The Tomatometer rating – based on the published opinions of hundreds of film and
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The Tomatometer is 60% or higher.
The Tomatometer is 59% or lower.
Movies and TV shows are Certified Fresh with a steady Tomatometer of 75% or
higher after a set amount of reviews (80 for wide-release movies, 40 for
limited-release movies, 20 for TV shows), including 5 reviews from Top Critics.
Percentage of users who rate a movie or TV show positively.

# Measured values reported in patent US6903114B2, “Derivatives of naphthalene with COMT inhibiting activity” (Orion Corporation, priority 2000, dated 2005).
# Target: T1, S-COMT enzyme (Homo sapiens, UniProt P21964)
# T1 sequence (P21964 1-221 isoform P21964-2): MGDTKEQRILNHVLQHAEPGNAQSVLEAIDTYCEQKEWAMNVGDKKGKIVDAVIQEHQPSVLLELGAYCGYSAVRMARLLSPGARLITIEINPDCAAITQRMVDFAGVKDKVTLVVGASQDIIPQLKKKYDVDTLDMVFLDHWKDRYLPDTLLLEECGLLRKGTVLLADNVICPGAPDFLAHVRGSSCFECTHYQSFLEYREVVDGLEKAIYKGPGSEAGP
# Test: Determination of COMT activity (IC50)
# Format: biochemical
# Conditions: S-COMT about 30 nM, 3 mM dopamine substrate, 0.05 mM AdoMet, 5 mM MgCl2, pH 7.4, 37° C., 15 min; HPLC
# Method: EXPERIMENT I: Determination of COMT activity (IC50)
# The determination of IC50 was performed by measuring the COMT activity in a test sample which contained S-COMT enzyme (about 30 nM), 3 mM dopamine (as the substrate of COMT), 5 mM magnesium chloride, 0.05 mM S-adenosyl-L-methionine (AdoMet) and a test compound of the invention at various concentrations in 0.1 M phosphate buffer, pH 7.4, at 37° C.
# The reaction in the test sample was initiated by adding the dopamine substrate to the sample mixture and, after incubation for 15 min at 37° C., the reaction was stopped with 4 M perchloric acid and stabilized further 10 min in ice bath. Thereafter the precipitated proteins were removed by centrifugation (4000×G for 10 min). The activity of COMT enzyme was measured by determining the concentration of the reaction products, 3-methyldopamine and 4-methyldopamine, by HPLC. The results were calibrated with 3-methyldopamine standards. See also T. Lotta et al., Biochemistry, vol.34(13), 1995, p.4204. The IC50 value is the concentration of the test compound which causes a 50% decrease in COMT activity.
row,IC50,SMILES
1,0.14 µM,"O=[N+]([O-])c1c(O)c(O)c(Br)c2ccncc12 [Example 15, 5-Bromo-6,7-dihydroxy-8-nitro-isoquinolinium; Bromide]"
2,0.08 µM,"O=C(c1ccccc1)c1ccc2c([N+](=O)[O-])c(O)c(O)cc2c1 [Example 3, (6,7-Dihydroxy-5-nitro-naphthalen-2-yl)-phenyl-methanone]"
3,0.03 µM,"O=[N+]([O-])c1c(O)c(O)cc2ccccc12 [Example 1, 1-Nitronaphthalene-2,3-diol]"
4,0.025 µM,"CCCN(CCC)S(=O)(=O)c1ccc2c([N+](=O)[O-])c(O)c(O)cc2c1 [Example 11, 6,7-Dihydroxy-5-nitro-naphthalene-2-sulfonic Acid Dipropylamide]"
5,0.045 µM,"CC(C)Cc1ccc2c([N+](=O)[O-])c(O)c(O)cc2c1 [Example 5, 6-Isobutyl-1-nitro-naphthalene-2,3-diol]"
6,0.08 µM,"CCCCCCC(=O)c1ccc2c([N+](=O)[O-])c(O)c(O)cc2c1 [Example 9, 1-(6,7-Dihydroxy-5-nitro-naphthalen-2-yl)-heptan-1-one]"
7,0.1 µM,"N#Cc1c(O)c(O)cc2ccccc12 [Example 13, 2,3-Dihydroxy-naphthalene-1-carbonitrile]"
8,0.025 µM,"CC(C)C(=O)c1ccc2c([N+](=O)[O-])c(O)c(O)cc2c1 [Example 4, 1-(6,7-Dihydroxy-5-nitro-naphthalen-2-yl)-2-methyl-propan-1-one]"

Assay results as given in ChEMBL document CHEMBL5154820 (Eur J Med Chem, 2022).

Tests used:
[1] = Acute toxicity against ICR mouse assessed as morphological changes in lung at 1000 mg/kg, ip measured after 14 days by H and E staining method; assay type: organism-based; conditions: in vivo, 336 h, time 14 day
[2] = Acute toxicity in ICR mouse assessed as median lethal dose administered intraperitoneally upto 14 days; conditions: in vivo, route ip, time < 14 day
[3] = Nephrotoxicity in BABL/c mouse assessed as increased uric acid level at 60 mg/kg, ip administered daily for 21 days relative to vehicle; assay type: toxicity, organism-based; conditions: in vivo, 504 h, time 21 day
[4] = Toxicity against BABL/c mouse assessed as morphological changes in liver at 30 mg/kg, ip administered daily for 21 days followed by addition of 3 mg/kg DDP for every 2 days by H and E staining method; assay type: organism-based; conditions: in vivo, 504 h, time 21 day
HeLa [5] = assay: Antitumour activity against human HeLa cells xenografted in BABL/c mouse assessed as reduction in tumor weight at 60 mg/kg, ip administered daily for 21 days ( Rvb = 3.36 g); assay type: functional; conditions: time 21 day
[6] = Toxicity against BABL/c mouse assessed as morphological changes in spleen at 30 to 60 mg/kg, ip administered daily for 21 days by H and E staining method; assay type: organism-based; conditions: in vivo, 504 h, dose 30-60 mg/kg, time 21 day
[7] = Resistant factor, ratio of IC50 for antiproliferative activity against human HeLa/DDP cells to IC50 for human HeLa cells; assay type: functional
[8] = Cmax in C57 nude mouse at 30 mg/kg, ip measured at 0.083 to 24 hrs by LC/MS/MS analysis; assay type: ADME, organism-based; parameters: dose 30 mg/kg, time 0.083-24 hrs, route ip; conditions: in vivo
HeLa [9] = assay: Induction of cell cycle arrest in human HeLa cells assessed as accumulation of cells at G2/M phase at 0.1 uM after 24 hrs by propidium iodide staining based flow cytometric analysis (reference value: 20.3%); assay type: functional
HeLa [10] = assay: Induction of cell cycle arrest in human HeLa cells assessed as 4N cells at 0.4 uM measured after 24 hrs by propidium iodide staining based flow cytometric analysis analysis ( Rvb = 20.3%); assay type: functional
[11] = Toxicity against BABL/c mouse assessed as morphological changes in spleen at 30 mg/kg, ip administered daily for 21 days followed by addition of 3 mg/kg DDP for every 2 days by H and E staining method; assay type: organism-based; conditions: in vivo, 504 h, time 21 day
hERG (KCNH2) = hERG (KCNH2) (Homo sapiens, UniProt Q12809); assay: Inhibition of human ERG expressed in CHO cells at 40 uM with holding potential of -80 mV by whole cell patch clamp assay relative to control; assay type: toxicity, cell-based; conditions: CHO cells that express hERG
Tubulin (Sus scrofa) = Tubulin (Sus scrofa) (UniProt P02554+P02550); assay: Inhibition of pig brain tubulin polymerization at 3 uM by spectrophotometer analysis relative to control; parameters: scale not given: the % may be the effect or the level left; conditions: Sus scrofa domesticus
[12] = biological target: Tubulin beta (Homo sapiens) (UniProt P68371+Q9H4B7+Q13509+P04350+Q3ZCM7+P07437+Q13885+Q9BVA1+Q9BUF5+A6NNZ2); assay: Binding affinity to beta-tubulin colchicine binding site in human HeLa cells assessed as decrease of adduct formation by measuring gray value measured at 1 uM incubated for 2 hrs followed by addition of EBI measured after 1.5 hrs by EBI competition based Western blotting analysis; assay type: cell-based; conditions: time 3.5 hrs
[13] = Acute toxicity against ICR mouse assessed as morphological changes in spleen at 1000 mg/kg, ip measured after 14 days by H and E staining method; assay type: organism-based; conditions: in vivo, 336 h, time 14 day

Known for her fiery rhetoric and willing to court controversy, Cynthia McKinney is one of the most widely known members of the United States Congress. She is the daughter of Billy and Leola McKinney, an ambitious couple with high hopes for their daughter. Her father was a policeman, at a time when that was dangerous for an African-American, and her mother was a nurse. In 1972, her family became prominent when Billy McKinney was elected to the state House of Representatives. In school, she was a capable and strong-willed student and is known for taking after her outspoken father. She attended college in California, graduating with a Masters of Art in Law and Diplomacy from the Fletcher School of Law & Diplomacy. Her political career began unexpectedly in 1986 when her father submitted her name as a write-in candidate for state Representative in a district near his. To her surprise, she polled some 40%, and encouraged by her showing, she moved to Atlanta, Georgia and ran in 1988. She won that election, and immediately made an impact for a combative demeanor and left wing views. She was not popular with most of her colleagues, but was secure in her district. In 1992, redistricting created a new, African-American majority district, and she ran. After some difficulty, she won the Democratic primary against more moderate opponents. In 1994, the Supreme Court ruled that her district was an unconstitutional racial gerrymander, and a new district centered on African-American dominated DeKalb County, a suburban county northeast of Atlanta. She moved there and won with little fuss. Her outspoken ways generated some negative publicity, as did her anti-Israeli, pro-Arab views on foreign policy. She faced a serious challenge in 1996, and was embarrassed when her father called her Republican opponent "a racist Jew", but won comfortably. She won the next two elections without incident, but after terrorists bombed the World Trade Center in New York City, she caused an uproar when she claimed that President George W. Bush had prior knowledge of the impending attacks. In 2002 she was challenged in the Democratic primary by DeKalb County Judge Denise Majette, who attacked McKinney for frequent foreign travel in office and accused her of ineffectiveness. McKinney and was soundly defeated. Her father was defeated that same year, after 30 years in the state legislature. Her political career seemed to be over, but in 2004, Majette ran unsuccessfully for the U.S. Senate. McKinney sought to return to Congress and succeeded. In the beginning of her new term, she kept a low profile and managed to avoid controversy. However, in early 2006, she made negative headlines again. When a Capitol Hill security guard didn't recognize her and blocked her from entering Congress, she struck him with her cell phone and cursed him. She generated criticism around the country and embarrassed her own party's leadership. After initially accusing the guard of racism, she backed down and apologized. However, the incident just reminded her constituents of why they had rejected her before. In the 2006 Democratic primary runoff, she lost to DeKalb County Commissioner Hank Johnson by an even larger margin than she had lost to Majette in 2002. This appears to be the end of her career in elected office.